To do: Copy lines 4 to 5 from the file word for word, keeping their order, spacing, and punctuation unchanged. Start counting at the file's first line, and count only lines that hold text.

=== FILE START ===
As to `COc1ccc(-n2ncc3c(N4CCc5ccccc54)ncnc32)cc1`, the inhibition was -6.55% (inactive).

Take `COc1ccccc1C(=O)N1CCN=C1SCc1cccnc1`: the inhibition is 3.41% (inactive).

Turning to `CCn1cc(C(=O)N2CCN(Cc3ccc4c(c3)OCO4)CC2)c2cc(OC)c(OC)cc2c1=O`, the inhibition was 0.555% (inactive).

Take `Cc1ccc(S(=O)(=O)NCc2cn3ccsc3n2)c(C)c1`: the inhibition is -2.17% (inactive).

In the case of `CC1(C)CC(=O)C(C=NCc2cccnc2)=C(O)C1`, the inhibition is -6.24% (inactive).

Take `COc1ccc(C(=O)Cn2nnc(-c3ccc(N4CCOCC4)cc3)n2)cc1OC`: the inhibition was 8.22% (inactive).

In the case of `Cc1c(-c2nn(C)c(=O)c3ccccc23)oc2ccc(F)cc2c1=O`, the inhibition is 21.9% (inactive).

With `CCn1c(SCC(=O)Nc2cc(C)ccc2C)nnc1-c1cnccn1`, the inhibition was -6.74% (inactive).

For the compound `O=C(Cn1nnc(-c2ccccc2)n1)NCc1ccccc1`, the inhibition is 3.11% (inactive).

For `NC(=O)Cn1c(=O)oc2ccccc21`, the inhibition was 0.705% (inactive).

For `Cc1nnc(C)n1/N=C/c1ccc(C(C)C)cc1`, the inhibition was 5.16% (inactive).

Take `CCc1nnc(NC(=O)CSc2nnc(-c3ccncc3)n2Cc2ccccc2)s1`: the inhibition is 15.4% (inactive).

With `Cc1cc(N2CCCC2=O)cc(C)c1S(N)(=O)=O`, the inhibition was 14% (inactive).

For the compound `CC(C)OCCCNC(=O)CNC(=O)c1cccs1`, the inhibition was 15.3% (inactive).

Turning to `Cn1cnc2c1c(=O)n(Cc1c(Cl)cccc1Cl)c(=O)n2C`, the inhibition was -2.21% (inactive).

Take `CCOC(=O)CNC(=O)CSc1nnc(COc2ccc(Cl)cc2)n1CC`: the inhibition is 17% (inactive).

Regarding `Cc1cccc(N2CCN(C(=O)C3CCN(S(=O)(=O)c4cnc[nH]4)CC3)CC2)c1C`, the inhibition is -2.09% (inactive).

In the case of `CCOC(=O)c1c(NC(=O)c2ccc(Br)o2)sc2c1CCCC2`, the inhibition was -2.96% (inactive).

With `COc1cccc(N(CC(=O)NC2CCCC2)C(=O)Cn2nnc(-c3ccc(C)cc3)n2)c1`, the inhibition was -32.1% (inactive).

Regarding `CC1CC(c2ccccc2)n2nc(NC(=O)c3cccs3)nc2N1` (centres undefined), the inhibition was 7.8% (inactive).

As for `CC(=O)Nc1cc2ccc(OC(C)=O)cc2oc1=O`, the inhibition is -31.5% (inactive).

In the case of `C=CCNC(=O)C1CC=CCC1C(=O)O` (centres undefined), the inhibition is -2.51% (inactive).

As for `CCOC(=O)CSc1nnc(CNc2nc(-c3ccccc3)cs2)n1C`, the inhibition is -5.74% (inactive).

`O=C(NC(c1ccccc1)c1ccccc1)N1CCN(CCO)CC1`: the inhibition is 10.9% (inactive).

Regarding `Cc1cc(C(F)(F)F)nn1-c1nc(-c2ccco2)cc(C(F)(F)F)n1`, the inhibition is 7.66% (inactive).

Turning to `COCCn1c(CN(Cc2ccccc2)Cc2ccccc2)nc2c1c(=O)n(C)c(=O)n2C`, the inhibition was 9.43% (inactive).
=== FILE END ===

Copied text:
Take `Cc1ccc(S(=O)(=O)NCc2cn3ccsc3n2)c(C)c1`: the inhibition is -2.17% (inactive).

In the case of `CC1(C)CC(=O)C(C=NCc2cccnc2)=C(O)C1`, the inhibition is -6.24% (inactive).